A few months ago, I was interviewed by Geoffrey James who writes the Sales Machine column for BNET. (Geoffrey is also the author of seven books and the columnist for Business 2.0, CIO, The New York Times as well as many other publications.)
Today, he wrote about something we discussed during our conversation, which is one of the most important characteristics that successful people possess, especially top sales champions. And that is, the importance of being process driven rather than being so result driven.
No, I’m not suggesting that you shouldn’t focus on the results, or set goals. After all, we need to have something to measure our success, especially in sales, and we need those goals to help determine an endpoint to strive for, something that we’re focused on attaining and the gauge that lets us know when we’ve ‘arrived’ at our destination.
What I am suggesting is to also adopt a mindset that may seem, on the surface, to be in conflict with the belief that you should stay focused on your goals. So, if you suffer from absolute or ‘either or’ thinking, this concept may be a real challenge to wrap your head around. Since we’re on the subject of healthy thinking, absolute thinking is something worth abandoning as well. It’s not one way or the other way; instead, it’s both. (“Either-or” vs. “And.”)
Those people today who challenge status quo and traditional ways of doing things are realizing the benefits of embracing not just one but two truths; two conflicting truths that can, in fact, live together in harmony. Yes, I know this sounds counterintuitive but that’s the paradox and the source of power for those who adopt this mindset.
That is: be mindful of the future, while engaged in and living in the present. To get a bit more cerebral, your process lives in the present where your results or your goals are all living in the future. And if you’re always focused on the result or outcome you seek, it’s going to affect what you need to be doing in the present moment. That includes the quality of your activities, the way you communicate, how well you listen, your level of creativity and ultimately how connected, present and engaged you are with people, especially your customers.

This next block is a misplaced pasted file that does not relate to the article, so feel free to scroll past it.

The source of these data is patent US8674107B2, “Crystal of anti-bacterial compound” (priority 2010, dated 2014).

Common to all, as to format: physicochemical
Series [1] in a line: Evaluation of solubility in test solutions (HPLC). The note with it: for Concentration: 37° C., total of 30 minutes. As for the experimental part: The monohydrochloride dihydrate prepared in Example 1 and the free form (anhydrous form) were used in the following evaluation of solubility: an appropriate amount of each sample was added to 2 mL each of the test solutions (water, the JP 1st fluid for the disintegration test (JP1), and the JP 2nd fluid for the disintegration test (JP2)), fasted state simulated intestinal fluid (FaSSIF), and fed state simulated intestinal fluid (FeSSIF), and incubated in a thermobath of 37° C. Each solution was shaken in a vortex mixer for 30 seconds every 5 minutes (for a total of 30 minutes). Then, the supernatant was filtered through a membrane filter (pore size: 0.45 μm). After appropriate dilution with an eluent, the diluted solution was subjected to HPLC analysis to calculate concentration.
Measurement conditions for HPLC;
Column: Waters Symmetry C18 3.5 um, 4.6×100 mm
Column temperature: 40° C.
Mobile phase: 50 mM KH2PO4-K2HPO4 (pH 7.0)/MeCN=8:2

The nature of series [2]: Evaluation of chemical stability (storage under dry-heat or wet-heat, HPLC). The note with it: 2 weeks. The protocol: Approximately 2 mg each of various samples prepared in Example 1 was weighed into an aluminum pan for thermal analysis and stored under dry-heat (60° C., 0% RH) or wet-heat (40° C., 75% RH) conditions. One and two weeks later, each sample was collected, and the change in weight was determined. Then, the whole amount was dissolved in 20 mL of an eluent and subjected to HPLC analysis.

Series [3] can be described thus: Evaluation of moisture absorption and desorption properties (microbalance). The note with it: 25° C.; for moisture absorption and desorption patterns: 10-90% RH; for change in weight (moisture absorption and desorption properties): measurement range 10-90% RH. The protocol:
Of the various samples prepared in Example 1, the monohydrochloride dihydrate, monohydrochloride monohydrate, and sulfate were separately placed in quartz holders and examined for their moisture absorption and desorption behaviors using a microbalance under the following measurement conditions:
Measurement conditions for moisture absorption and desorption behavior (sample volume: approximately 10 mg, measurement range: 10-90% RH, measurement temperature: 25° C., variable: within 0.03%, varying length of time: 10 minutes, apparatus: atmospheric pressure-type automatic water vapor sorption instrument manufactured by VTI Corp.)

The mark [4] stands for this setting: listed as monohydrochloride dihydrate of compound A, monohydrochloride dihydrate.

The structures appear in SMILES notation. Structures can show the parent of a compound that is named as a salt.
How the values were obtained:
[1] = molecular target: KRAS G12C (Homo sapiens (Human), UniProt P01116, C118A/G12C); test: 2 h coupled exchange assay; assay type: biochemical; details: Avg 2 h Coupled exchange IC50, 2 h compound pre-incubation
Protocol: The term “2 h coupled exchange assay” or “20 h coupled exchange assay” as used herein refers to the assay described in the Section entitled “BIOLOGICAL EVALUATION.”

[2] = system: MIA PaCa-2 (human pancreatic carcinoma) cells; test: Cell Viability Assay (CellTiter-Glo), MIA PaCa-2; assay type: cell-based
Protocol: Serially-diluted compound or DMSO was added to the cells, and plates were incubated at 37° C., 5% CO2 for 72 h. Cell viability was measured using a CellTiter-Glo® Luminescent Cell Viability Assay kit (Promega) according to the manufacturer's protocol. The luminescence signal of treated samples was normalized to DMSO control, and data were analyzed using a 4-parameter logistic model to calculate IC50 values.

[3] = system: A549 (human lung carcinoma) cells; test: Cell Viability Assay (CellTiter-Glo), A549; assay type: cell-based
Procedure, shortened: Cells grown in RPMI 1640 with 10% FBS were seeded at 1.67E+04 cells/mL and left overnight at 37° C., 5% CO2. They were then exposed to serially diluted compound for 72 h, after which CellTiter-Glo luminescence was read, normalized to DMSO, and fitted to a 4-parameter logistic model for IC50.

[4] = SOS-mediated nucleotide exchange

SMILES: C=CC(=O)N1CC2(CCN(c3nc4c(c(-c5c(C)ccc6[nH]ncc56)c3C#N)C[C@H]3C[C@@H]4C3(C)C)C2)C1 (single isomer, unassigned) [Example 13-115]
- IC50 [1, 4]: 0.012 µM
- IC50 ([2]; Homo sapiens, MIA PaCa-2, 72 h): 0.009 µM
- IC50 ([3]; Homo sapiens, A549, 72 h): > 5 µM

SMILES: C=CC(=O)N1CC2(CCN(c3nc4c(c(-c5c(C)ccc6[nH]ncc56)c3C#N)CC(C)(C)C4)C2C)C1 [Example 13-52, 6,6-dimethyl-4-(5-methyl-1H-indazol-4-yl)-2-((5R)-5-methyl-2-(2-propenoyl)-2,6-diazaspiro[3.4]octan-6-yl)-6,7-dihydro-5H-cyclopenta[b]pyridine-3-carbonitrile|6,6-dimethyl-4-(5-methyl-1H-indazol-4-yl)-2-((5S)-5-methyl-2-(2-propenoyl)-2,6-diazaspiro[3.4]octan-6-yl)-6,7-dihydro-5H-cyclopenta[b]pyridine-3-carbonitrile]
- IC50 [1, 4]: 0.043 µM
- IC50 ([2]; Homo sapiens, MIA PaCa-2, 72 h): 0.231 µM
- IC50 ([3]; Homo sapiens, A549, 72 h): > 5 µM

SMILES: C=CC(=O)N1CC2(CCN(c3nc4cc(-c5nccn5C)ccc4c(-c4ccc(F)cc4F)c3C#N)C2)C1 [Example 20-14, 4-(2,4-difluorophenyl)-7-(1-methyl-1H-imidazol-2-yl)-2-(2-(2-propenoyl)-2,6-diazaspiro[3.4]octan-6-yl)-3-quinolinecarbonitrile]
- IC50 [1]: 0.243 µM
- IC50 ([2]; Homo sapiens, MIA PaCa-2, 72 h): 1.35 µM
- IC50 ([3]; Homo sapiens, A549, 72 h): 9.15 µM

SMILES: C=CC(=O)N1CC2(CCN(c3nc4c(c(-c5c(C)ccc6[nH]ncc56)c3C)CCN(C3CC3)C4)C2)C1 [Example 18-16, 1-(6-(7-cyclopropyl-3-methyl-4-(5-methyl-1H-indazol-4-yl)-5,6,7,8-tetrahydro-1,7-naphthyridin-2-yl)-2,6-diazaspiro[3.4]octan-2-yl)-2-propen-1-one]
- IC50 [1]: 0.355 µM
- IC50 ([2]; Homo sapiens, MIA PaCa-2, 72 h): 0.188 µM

The point is, once your goal is set, continually thinking about or obsessing over your goal or the results you need to achieve doesn’t make that goal manifest itself any faster or easier. Instead, it actually winds up becoming a diversion, keeping your stuck in the future. The real cost is, you’re not being fully present and focused on today and more important, the actual process that’s going to take you to your desired destination.
Think if it this way. If I wanted to move a concrete wall, does the act of pushing on that wall all day make the wall move? Not even a little. It’s the same as spending all of your time thinking about the goal or the result. Doing so doesn’t move you any closer to your goal.